Posts tagged: service

Service and Meaning

Let’s look at another path to Joy.

Viktor Frankl writes in Man’s Ultimate Search for Meaning that we all search to bring meaning to our lives. Some achieve it through doing or creating: an act of heroism, a painting, a garden, or a novel. Some discover meaning through relationships, by loving deeply and well. But most rewarding according to Frankl are those who, facing the unchangeable like suffering or pain, change themselves for the better.

Author Matthew Kelly writes in his book,  A Call to Joy, “Suffering puts us in touch with what is really important. Sacrifice spells out our commitment and confirms our love.”

Frankl says of a person who grows through life’s challenges, “He is actualizing himself precisely to the extent to which he is forgetting himself, and he is forgetting himself by giving himself, be it through serving a cause higher than himself, or loving a person other than himself.”

Jesuit priest Fr. Robert Spitzer speaks about  four levels of happiness.

  1. Satisfaction of the senses, the moments when we are enjoying tastes, sounds, aromas, sights or sensations. It is a low level, because it is transitory and self-focused.
  2. Comparative advantage – you feel better than another. Competitors understand this elusive happiness.
  3. Seeing good in others and doing good for others.
  4. A reach for fullness or perfection through the pursuit of goodness, beauty, truth and love.

“We get glimpses of the sublime nature of beauty, truth and goodness at rare moments in, perhaps, the arts (music, story, film) or nature, or when we are loved by or love others.’  But for lasting happiness of this level Spitzer says, “Only God in Jesus is perfect and, according to Christians, our ultimate happiness is found in relationship with God through Jesus (prayer, obedience to his teachings etc.) who overcame sin (separation from God).”

Frankl, Kelly, and Spitzer concur that one way to truly feel you are making a difference is by being of service to others. I watch the generation above mine and am humbled by their acts of service. My mother is approaching a major milestone birthday (beyond typical retirement age) and still is secretary for several organizations and serves her parish daily. My husband’s parents have also lived lives of service, from St. Vincent de Paul to Scouts, from backstage management to helping children with reading difficulties.

That’s fine, we might say, for people who are retired and have time, but how can I possibly add one more thing to my busy life?

They started early. Their retirement years are simply continuations of earlier years of service.

However, service doesn’t have to be a large commitment of time. In fact, you are probably already of service and just haven’t realized it. Every parent serves the needs of little ones. And every adult child can help her parents or his siblings. Beyond family, you might take a friend out for coffee, knowing they needed a chance to talk, or watch your neighbor’s children while she goes to a doctor appointment. Look at all the small services you do for people, and acknowledge the spirit of service within you. Focusing on that spirit, rather than feeling taken for granted, can shift our attitude and put us solidly on the road to Joy.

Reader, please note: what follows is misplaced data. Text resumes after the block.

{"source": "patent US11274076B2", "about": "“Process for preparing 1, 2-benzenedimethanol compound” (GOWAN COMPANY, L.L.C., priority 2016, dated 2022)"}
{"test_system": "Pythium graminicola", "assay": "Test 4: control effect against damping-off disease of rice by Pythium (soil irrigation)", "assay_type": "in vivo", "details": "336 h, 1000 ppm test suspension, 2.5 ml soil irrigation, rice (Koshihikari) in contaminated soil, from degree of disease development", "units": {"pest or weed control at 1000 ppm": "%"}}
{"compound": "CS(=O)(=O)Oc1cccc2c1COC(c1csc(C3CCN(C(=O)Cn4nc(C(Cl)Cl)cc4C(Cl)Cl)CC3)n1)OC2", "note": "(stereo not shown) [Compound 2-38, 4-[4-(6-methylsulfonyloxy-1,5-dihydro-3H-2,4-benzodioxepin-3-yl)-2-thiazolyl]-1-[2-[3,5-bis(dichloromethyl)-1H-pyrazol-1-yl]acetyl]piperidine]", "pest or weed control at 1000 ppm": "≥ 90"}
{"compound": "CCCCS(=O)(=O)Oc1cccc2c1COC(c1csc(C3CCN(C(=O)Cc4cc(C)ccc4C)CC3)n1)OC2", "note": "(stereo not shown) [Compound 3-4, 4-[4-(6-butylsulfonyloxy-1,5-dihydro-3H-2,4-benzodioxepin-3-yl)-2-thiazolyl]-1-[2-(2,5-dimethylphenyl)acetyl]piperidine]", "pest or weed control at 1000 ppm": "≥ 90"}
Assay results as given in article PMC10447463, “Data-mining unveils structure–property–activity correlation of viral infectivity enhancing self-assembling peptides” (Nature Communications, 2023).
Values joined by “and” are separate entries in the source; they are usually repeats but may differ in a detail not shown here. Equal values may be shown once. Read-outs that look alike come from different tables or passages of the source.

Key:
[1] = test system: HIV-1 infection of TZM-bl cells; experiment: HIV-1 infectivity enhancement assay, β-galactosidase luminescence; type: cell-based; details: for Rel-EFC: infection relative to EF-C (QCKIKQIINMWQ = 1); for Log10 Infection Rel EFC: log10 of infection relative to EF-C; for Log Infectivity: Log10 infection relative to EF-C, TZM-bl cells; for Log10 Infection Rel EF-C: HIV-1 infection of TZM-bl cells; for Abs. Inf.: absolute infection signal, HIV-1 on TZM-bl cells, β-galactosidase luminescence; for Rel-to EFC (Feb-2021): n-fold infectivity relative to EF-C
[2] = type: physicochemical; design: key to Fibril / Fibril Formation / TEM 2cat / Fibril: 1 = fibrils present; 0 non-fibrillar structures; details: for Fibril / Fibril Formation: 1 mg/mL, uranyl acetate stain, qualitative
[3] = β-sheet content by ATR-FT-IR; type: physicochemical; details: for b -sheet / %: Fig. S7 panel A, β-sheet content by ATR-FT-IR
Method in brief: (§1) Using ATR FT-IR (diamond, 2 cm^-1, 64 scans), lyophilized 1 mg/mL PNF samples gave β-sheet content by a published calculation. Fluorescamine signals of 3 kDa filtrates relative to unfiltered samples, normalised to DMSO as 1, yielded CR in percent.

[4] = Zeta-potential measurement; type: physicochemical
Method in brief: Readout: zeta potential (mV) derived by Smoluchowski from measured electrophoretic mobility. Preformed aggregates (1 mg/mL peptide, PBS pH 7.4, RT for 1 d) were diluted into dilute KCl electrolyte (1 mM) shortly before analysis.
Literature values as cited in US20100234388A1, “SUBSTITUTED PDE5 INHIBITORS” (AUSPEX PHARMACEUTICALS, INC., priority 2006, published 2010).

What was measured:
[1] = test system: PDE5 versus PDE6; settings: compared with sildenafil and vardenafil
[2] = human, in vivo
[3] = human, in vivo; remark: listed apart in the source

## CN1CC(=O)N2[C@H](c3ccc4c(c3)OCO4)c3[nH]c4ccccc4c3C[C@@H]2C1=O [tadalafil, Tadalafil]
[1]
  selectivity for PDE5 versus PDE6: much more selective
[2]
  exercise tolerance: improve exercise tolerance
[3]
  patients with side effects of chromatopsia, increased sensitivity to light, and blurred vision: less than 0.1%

Remember that old bumper sticker, “Practice random acts of kindness and senseless acts of beauty?” It only takes a minute to get a second cup of coffee to share. Or to put away laundry for someone who needs to study for a final. Or to take on a task for a coworker who is swamped. Share small moments of your time if you can’t spend a weekly evening or Saturday helping out.

Of course, there are many opportunities for more formal service to the wider community. Short term commitments offer us a chance to experiment with using different skills and might even help us determine a new direction in our lives. You could discover a talent at carpentry while working for Habitat for Humanity. You might find you are a natural with teenagers or coordinating groups or understanding spreadsheets. Or maybe you will reconnect with old talents that have gone rusty by helping with a school play or teaching Girl Scouts about vegetable gardens. If you have no idea what a new interest might be, or how you best can serve, these short term commitments can be invaluable experience.

Perhaps, though, you are seeking a long term direction for service. If you are looking for a vocation, whether through a career or apart from the work you do, I recommend you take the advice of Parker Palmer in The Heart of a Teacher,

“When I follow only the oughts, I may find myself doing work that is ethically laudable but not mine to do. A vocation that is not mine, no matter how externally valued, does violence to the self—in the precise sense that it violates my identity and integrity on behalf of some abstract norm. […] In contrast to the strained and even violent concept of vocation as an ought, Frederick Buechner offers a more generous and humane image of vocation as ‘the place where your deep gladness and the world’s deep hunger meet.’ […] The best inward sign of vocation is deep gladness. ”

Matthew Kelly agrees.  “In the midst of all the hustle and bustle of the world, there is a whisper in the marketplace. The whisper is the voice of God. He is calling to you. He is beckoning to you. He is gently inviting you to a quiet place, and His call is a call to joy.

May you hear His call and follow it to your joy!

Betty Arrigotti

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